Four-time winner of the World Memory Championship, Dominic O’Brien can memorize the order of a full deck of playing cards in less than a minute. This ability, as well as easily memorizing 100 items, can be learned when you understand the techniques that Dominic uses.
- Memory Skill #1: How to Remember Long Numbers
- Memory Skill #2: How to Remember the Names of Everyone You Meet
- Memory Skill #3: Remembering a List of 100 Items through Journeying
- Memory Skill #4: Beyond 100 – How to Remember up to 10,000 Items of Information
Dominic O’Brien has come up with an ingenious mnemonic system that is much easier to use than the previous memory system, called the Major System. It is similar in the sense that each digit is assigned a specific sound, in this case a letter:
Step 1: Create Letter/Name List
Here, you don’t randomly create nouns or phrases based off of the combination of the letters. In the Dominic System, the way to remember 100 items is to convert the digits 00-99 into a two-lettered combination that represents famous or otherwise memorable names.
Here’s the list that I use based off of Matt Vance’s Dominic List (you’re welcome to use this list and modify it to your liking):
|01||OA||Neo (“the one”)|
|07||OG||Oscar the Grouch|
|19||AN||Alfred E. Newman|
|20||BO||Pigpen from Charlie Brown|
|23||BC||Thor from B.C. Comic|
|45||DE||Dwight D. Eisenhower|
|54||ED||Ed (from Lion King)|
|77||GG||Gandalf the Grey|
|80||HO||Santa Claus (“Ho Ho Ho”)|
|83||HC||Hannibal the Cannibal|
Step 2: Assign Actions to Each Name
Memorizing the name/number combination is only the first step. Secondly, you need to assign each name an action that is characteristic for that name. Below are some examples that I use for some of the above names. You should come up with your own actions so that it is memorable to you.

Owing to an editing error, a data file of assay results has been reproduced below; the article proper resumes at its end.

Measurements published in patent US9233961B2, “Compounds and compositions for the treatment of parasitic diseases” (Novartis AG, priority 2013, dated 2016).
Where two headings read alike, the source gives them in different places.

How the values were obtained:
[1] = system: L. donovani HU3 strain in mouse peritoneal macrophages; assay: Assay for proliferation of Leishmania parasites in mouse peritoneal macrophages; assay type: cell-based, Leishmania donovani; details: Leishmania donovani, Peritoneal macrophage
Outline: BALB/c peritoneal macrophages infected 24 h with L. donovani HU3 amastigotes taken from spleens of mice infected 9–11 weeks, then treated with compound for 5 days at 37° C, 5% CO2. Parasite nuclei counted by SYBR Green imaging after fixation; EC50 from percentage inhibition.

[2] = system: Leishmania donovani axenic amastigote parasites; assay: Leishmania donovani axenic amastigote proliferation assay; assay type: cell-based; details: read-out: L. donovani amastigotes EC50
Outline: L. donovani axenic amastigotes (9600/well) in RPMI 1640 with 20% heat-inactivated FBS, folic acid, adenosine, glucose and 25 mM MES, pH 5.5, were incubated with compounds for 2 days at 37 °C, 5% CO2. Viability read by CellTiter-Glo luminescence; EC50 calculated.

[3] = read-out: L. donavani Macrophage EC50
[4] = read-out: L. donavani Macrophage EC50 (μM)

- Ozzy Osborne: Biting the head off of a bat
- Al Capone: Driving in a Model T shooting a tommy gun
- Oliver North: Covertly Selling weapons beneath his trench coat
- Hannibal the Cannibal: Eating Fingers from a Stew
- Santa Claus: Holding Belly saying “Ho, Ho, Ho”
- Daffy Duck: Bouncing around going ‘woohoo woohoo woohoo’
The Dominic System in Action
Remembering a Large Number
Let’s say you want to memorize a 12-digit bank account number such as 130900838044. The process would be:
- Break the large number into chunks of 4-digit numbers
- Apply the Dominic mnemonics
- Cause the first character from the 4-digit combination to perform the action of the second one and ‘Journey’ the numbers through a memorable, imaginary story.
First, breaking up the 4-digit numbers gives us: 1309 0083 8044.
After applying the mnemonics we get:
1309 = ACON = Al Capone/Oliver North
0083 = OOHC = Ozzy Osborne/Hannibal the Cannibal
8044 = HODD = Santa Claus/Daffy Duck
Finally, we make the first character act out the action of the second one in the 4-digit combination and journey all the numbers:
Al Capone (AC) is standing on a street corner covertly selling nuclear missiles out of his trench coat (ON), when Ozzy Osborne (OO) comes along and grabs Al’s fingers, rips them off throws them in a stew and eats them (HC). Santa Claus (HO) after seeing this goes crazy and bounces around saying ‘woohoo, woohoo, woohoo’ (DD).
Remember, the more ridiculous the easier it is to remember.
Remembering 100 Items
With the Dominic Memory System, it is very easy to remember up to 100 unique items.
The best way to do this is to peg the item that you’re trying to remember onto the corresponding digit (00 to 99), in some ridiculous way.
For example, if I was trying to remember 50 food items that I wanted to purchase, I would assign each food item to a specific memory slot, covering slots 00 to 49.
If salad dressing was the first item, I would picture Ozzy Osborne (00) performing is action (biting the head off of a bat) in some ridiculous way with salad dressing. Perhaps Ozzy’s on stage and people are throwing bats at him to see him bite their heads off. One person mistakingly throws him a bottle of salad dressing, which he bites the top off of cutting up his mouth and making him spit out the broken shards of glass.
To reiterate from the previous posts, in order to quickly remember something there has to be three things:
- The item you want to memorize
- A peg where you can place the item
- Ridiculous action to ‘weld’ the two together